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Zim crisis: UN steps in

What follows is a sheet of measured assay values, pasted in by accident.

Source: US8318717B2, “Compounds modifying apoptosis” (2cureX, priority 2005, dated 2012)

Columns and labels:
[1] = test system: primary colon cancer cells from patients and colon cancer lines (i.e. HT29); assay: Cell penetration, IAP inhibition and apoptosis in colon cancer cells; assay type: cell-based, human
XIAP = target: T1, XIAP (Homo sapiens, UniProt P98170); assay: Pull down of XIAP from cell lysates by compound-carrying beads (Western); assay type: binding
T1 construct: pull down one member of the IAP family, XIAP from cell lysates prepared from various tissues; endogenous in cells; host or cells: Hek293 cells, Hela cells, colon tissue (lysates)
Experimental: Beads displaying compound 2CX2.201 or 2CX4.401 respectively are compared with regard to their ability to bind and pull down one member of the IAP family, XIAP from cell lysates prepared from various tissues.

THE United Nations says it is following the Zimbabwean crisis with concern, urging Harare to respect human rights amid pressure for the matter to be tabled at the global meeting. United Nations secretary-general António Guterres (pictured), through his office, said the President Emmerson Mnangagwa administration should protect fundamental rights as opposed to what has been happening in the southern African country in the last weeks. BY MOSES MATENGA “He urges the government of Zimbabwe to ensure the protection of all fundamental human rights, notably the freedom of opinion and expression and the right to freedom of peaceful assembly and association,” a statement from Guterres’ office read in part. In recent months, dozens of Zimbabweans have been abducted, arrested, tortured while many have been forced into hiding, including MDC Alliance vice-chairperson Job Sikhala. Journalists, lawyers, doctors and nurses have also not been spared. The United Nations Human Rights Commission last week also reacted angrily to increasing cases of human rights abuses in Zimbabwe with its spokesperson Liz Throssell saying citizens should not be persecuted for protesting peacefully. South Africa on Thursday reacted to pressure from Zimbabweans with President Cyril Ramaphosa sending envoys to Harare to deal with the crisis. Ramaphosa seconded former Security minister Sydney Mufamadi and former Vice-President Baleka Mbete “to engage the government of Zimbabwe and relevant stakeholders to identify possible ways in which South Africa can assist Zimbabwe”. The South African leader said he took the decision “following recent reports of difficulties that Zimbabwe is experiencing”. However, the appointment of the two raised eyebrows amid reports that Mbete was Mnangagwa’s “personal friend” who helped him settle temporarily in South Africa after he was fired as Vice-President by the late former President Robert Mugabe in November 2017. Mnangagwa fled to South Africa claiming there were threats on his life and in his narration of events, he said: “Mbete is a good friend of mine. So she came to where I was hiding and she told President Jacob Zuma that I was there.” South African opposition leader Mmusi Maimane said Mbete’s brother was South Africa’s ambassador to Zimbabwe and has remained quiet despite a glaring crisis. Maimane called for an inclusive team to act on the Zimbabwean crisis. “SA’s ambassador to Harare, Mphakama Mbete, is Baleka Mbete’s brother. He has been quiet during the arrests of journalists. Sydney Mufamadi did not speak to opposition in 2007. Rather than a sham envoy, we need a robust envoy with representatives from the Economic Freedom Fighters, United Democratic Movement (UDM), Democratic Alliance and Inkatha Freedom Party.” Maimane said this was not time for friends to “have tea” in the midst of a crisis. “We can’t be having friends having tea while the following happens, investigative journalists are arrested, activists are silenced, opposition victimised,” Maimane said. UDM leader Bantu Holomisa said it was now time for Sad

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